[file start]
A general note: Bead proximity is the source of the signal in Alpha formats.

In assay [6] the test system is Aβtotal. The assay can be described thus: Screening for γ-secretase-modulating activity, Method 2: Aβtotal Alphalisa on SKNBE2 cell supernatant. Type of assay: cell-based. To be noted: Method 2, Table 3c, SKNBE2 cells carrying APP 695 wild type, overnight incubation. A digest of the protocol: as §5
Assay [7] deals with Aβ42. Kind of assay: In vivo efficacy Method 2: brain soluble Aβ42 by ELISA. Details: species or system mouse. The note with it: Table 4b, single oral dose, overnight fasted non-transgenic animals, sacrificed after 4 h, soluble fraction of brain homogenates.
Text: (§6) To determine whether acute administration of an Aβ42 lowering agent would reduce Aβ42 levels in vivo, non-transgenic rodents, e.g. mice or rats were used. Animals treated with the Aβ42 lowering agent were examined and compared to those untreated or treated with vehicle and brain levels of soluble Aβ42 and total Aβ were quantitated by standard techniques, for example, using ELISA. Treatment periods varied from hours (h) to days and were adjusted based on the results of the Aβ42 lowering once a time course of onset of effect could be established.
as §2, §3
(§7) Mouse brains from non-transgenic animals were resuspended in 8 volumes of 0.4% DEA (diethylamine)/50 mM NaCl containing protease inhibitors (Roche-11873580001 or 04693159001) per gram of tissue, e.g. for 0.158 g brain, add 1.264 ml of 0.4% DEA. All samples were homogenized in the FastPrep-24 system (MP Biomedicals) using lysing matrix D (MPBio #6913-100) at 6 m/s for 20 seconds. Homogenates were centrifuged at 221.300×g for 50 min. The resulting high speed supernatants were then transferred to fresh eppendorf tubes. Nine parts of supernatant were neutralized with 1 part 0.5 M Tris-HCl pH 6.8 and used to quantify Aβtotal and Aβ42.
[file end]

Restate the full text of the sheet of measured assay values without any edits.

A general note: Bead proximity is the source of the signal in Alpha formats.

In assay [6] the test system is Aβtotal. The assay can be described thus: Screening for γ-secretase-modulating activity, Method 2: Aβtotal Alphalisa on SKNBE2 cell supernatant. Type of assay: cell-based. To be noted: Method 2, Table 3c, SKNBE2 cells carrying APP 695 wild type, overnight incubation. A digest of the protocol: as §5
Assay [7] deals with Aβ42. Kind of assay: In vivo efficacy Method 2: brain soluble Aβ42 by ELISA. Details: species or system mouse. The note with it: Table 4b, single oral dose, overnight fasted non-transgenic animals, sacrificed after 4 h, soluble fraction of brain homogenates.
Text: (§6) To determine whether acute administration of an Aβ42 lowering agent would reduce Aβ42 levels in vivo, non-transgenic rodents, e.g. mice or rats were used. Animals treated with the Aβ42 lowering agent were examined and compared to those untreated or treated with vehicle and brain levels of soluble Aβ42 and total Aβ were quantitated by standard techniques, for example, using ELISA. Treatment periods varied from hours (h) to days and were adjusted based on the results of the Aβ42 lowering once a time course of onset of effect could be established.
as §2, §3
(§7) Mouse brains from non-transgenic animals were resuspended in 8 volumes of 0.4% DEA (diethylamine)/50 mM NaCl containing protease inhibitors (Roche-11873580001 or 04693159001) per gram of tissue, e.g. for 0.158 g brain, add 1.264 ml of 0.4% DEA. All samples were homogenized in the FastPrep-24 system (MP Biomedicals) using lysing matrix D (MPBio #6913-100) at 6 m/s for 20 seconds. Homogenates were centrifuged at 221.300×g for 50 min. The resulting high speed supernatants were then transferred to fresh eppendorf tubes. Nine parts of supernatant were neutralized with 1 part 0.5 M Tris-HCl pH 6.8 and used to quantify Aβtotal and Aβ42.